Fernando Fischmann

7 ways your company is getting innovation wrong

5 May, 2017 / Articles

Though it has always been important, innovation is very much en vogue at the moment. Following the rise of legions of ‘disruptive’ new start-ups and big technological leaps forward in the past few years, it seems like every business leader is talking about how to keep their business responsive to change and their hunt for the next big thing. But many are not matching their words with actions, as new research by PA Consulting demonstrates.

For its Innovation Matters report, PA interviewed more than 800 senior executives from around the world about innovation in their organisations. While two thirds agreed their company ‘will not survive without innovation’, just 24% said they are confident they have defined the skills and activities they need to be innovative. Half said they lack faith in their leaders’ ability to deliver innovation.

The picture has barely improved since PA first did the survey last year, says its chief innovation officer Frazer Bennett. ‘Our capacity as a nation to innovate, to do new things with new stuff, is right at the top of the agenda, and yet we still don’t get it,’ he tells MT.

Here are a few things a lot of businesses are getting wrong:

  1. Assuming it’s all about tech

It’s true that we’ve seen remarkable technological innovation of late – from advances in AI to the burgeoning Internet of Things. But you don’t have to be a snazzy tech company to be innovative. Coming up with a new and better way to structure your workforce or attract talented workers is innovative too, and can just as dramatic an impact on your bottom line. ‘It’s not just about coming up with a new whizzy app,’ says Bennett.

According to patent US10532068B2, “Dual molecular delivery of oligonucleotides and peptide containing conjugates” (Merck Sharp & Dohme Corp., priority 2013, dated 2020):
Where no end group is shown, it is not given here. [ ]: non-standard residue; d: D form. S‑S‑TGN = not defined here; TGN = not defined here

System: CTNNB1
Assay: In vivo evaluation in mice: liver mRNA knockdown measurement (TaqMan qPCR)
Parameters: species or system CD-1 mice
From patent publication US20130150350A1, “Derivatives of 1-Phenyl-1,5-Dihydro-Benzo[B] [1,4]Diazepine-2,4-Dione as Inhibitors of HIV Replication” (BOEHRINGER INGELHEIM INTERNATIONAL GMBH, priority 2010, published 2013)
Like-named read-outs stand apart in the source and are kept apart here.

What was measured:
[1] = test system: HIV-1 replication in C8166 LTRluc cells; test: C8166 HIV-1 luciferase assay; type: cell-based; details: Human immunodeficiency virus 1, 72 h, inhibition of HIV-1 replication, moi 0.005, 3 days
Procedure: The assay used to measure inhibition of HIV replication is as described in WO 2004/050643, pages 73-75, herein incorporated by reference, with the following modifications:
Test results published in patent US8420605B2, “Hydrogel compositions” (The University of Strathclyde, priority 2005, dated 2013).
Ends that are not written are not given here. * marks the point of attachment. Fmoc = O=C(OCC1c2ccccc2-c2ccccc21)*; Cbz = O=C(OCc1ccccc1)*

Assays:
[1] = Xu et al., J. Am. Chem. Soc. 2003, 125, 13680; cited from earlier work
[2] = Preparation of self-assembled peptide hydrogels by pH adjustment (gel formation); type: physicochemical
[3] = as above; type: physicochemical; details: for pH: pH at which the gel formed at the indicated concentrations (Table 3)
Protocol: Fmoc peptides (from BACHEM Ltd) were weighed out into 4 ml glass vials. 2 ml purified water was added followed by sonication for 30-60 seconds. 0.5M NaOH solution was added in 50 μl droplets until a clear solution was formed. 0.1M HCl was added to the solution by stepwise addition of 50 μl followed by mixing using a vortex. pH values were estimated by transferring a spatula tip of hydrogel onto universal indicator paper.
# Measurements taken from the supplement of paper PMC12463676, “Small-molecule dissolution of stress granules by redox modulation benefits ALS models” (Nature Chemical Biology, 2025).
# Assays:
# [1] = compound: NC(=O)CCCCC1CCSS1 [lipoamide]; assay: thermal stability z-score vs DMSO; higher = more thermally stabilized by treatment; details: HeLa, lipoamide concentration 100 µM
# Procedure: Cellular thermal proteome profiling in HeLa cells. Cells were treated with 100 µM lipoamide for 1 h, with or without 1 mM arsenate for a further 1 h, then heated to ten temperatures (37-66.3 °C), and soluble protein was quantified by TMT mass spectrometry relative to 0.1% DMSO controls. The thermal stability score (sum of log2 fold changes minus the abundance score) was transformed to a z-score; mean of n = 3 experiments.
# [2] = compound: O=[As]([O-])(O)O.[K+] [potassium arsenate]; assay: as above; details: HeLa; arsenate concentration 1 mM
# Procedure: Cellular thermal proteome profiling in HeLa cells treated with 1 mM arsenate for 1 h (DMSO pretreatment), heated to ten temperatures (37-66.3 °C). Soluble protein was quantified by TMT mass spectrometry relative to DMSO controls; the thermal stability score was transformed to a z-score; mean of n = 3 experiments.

1. Leaving innovation in a silo

‘You don’t solve the challenges of innovation by creating an innovation department,’ says Bennett. Hiring a room full of tech nerds might help you come up with some interesting ideas but it won’t do much to change the way your business functions. To be truly innovative the whole culture of your business and the way it solves problems needs to encourage experimentation and change.

  1. Focusing solely on disruptive innovation

The sense of urgency that surrounds innovation of late reflects a fear among big business leaders that a ‘disruptive’ young upstart like Uber or Airbnb is coming along to fundamentally transform their market. ‘Someone is going to eat your lunch, there’s no doubt about it,’ says Bennett. ‘We don’t know when and we don’t know who. But you can sure as hell bet they will. The most powerful thing to do is to eat your lunch before they do.’

It’s important to anticipate what that means for your market in the long run, and how your business will look in five or ten years’ time. But there’s value in day-to-day ‘incremental’ innovation too – finding new ways to improve your business right now. A plan to adapt your business to the augmented reality, blockchain-powered, artificially intelligent future of 10 years from now is great, but you won’t get there if you can’t make money in the meantime.